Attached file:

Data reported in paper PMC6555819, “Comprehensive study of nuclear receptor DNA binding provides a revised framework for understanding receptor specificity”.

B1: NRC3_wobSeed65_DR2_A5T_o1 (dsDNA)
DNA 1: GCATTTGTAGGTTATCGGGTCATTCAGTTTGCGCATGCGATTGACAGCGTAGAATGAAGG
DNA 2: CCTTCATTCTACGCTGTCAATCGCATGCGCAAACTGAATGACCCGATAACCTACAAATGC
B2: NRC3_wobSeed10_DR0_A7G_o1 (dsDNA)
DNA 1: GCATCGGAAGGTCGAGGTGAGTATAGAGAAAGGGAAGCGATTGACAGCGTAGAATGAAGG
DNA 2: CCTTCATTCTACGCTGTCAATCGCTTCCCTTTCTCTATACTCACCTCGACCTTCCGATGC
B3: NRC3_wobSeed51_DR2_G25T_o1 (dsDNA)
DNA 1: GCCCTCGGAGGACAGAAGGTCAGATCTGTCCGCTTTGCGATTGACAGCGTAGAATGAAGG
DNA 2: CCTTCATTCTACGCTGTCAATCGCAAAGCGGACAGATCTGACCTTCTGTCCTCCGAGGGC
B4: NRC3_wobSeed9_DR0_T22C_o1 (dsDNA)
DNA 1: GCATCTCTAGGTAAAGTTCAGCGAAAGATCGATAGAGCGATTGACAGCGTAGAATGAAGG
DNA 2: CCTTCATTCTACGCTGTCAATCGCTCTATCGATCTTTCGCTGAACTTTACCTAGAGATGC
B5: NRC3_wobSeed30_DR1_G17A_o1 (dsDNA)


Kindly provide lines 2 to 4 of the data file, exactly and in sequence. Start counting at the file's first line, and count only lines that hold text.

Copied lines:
B1: NRC3_wobSeed65_DR2_A5T_o1 (dsDNA)
DNA 1: GCATTTGTAGGTTATCGGGTCATTCAGTTTGCGCATGCGATTGACAGCGTAGAATGAAGG
DNA 2: CCTTCATTCTACGCTGTCAATCGCATGCGCAAACTGAATGACCCGATAACCTACAAATGC